Shaheen-III ballistic missile Pakistan
Pakistan test-fired a long-range, Shaheen-III ballistic missile on Jan 20, 2021. Image Credit: Screengrab from ISPR video

Islamabad: Pakistan has successfully conducted a flight test of Shaheen-III surface-to-surface ballistic missile capable of carrying nuclear and conventional warheads up to 2,750 kilometers. The test flight was aimed at “re-validating various design and technical parameters of the weapon system”, Pakistan armed forces spokesperson Major General Babar Iftikhar said in a tweet.

The successful flight test, with its impact point in the Arabian Sea, was witnessed by Chairman Joint Chiefs of Staff Committee (CJCSC) General Nadeem Raza, Director General Strategic Plans Division, Commander Army Strategic Forces Command, Chairman NESCOM and the scientists and engineers. Pakistan’s President Dr Arif Alvi, Prime Minister of Pakistan Imran Khan, CJCSC and three service chiefs have congratulated the scientists and engineers on the successful missile test.

Experts believe that the “Shaheen-III missile, once inducted will provide Pakistan with the full spectrum deterrence against the adversary” and will further enhance strategic stability in the South Asian region.

The Shaheen-III missile that entered development in the early 2000s was “originally envisaged as a Space Launch Vehicle (SLV) but was later evolved into a weapon system” defence analyst Shahid Raza told Gulf News. The missile completed its initial tests in 2015 and was tested again on January 20, 2021, with various modifications based on groundbreaking technology. It is believed to be compatible with the Ababeel Multiple Independently Targetable Reentry Vehicle (MITREV) that allow a missile to deliver multiple nuclear warheads to different targets and is capable of evading most ballistic missile interceptors. Shaheen-III also opens up the possibility of Pakistan’s space exploration program in the future, Raza believes.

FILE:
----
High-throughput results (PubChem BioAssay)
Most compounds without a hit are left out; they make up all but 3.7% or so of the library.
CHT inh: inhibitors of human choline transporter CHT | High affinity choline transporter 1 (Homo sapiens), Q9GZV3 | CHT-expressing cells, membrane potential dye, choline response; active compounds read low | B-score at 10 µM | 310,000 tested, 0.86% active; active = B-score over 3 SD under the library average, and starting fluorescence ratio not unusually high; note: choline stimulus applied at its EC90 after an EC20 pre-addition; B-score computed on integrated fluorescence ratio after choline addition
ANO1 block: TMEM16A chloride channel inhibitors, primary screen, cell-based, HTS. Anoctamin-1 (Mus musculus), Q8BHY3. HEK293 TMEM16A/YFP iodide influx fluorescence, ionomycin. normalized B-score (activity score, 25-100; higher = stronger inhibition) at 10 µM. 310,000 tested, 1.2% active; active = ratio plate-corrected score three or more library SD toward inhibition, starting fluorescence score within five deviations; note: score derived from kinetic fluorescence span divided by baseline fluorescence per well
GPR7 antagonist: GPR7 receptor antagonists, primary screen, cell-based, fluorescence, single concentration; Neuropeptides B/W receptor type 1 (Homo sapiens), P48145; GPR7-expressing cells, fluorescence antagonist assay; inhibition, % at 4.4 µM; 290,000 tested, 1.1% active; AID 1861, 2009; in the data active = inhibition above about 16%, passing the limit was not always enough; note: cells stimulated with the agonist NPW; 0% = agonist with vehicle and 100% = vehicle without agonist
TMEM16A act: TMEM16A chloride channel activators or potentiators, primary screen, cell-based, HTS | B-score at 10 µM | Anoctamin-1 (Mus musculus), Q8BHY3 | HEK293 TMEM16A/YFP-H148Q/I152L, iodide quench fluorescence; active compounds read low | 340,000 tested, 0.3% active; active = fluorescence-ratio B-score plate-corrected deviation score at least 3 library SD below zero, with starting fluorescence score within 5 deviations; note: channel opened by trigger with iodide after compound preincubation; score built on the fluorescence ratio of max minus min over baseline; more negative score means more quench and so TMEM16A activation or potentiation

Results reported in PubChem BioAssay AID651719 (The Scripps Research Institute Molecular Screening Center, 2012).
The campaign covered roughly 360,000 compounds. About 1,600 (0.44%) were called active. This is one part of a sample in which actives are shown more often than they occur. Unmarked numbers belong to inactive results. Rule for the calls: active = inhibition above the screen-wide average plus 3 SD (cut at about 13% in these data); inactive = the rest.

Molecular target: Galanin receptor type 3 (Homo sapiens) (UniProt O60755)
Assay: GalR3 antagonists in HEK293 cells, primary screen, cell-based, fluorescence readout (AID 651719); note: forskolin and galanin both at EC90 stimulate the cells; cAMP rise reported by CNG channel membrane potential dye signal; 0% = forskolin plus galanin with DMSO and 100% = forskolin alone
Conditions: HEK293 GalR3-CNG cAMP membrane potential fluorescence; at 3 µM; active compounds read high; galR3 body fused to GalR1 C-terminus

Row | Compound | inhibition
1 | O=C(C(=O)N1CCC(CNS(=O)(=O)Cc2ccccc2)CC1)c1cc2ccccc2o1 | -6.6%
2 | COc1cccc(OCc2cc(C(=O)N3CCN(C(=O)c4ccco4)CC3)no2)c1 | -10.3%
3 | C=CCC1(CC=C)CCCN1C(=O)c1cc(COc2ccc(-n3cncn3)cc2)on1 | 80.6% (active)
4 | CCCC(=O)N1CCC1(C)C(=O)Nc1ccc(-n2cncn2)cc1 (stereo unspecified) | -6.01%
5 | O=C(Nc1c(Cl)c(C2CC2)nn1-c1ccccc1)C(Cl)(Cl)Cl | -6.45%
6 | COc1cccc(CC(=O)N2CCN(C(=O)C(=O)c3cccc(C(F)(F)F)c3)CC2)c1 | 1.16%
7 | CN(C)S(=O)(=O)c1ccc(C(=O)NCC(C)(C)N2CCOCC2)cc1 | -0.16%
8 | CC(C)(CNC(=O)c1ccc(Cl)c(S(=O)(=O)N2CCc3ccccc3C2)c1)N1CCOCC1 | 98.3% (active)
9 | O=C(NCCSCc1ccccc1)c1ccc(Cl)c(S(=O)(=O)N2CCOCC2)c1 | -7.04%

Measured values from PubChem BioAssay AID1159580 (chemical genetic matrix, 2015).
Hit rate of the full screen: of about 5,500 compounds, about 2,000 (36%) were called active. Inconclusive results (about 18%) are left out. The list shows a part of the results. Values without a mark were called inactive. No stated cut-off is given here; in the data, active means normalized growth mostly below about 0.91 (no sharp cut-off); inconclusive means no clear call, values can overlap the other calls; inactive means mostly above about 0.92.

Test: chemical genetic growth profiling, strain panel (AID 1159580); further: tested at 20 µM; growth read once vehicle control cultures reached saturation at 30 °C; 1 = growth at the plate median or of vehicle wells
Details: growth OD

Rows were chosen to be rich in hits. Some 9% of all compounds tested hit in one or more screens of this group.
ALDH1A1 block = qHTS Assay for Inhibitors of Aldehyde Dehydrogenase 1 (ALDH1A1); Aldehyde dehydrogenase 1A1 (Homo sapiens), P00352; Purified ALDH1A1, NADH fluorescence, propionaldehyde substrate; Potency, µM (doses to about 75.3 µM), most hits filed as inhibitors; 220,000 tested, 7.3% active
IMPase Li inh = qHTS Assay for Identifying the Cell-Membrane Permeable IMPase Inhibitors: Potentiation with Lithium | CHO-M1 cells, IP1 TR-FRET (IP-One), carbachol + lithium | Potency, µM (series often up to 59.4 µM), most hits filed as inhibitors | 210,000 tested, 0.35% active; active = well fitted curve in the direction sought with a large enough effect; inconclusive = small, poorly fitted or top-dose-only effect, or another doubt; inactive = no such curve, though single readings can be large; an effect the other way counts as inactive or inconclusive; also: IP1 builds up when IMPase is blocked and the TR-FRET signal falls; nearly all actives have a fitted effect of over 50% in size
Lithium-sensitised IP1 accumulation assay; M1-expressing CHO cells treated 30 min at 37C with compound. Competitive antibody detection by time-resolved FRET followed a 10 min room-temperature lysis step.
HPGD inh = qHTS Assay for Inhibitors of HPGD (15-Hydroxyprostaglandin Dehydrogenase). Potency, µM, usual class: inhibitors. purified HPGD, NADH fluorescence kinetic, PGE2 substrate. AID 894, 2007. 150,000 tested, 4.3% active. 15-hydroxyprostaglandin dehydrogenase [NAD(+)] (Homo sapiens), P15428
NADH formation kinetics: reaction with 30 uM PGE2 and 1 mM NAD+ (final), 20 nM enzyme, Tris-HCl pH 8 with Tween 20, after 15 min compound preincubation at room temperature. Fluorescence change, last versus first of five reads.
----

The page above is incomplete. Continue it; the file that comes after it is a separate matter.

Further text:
On January 7, Pakistan’s Fatah-1 Guided Multiple Launch Rocket System (GMLRS) successfully completed a 140-kilometer mission. The indigenously developed Fatah-1 surface-to-surface weapon system “will give Pakistan Army capability of precision target engagement deep in enemy territory”, said the military’s media wing. GMLRS is an all-weather rocket that delivers precision strike beyond the reach of most conventional weapons.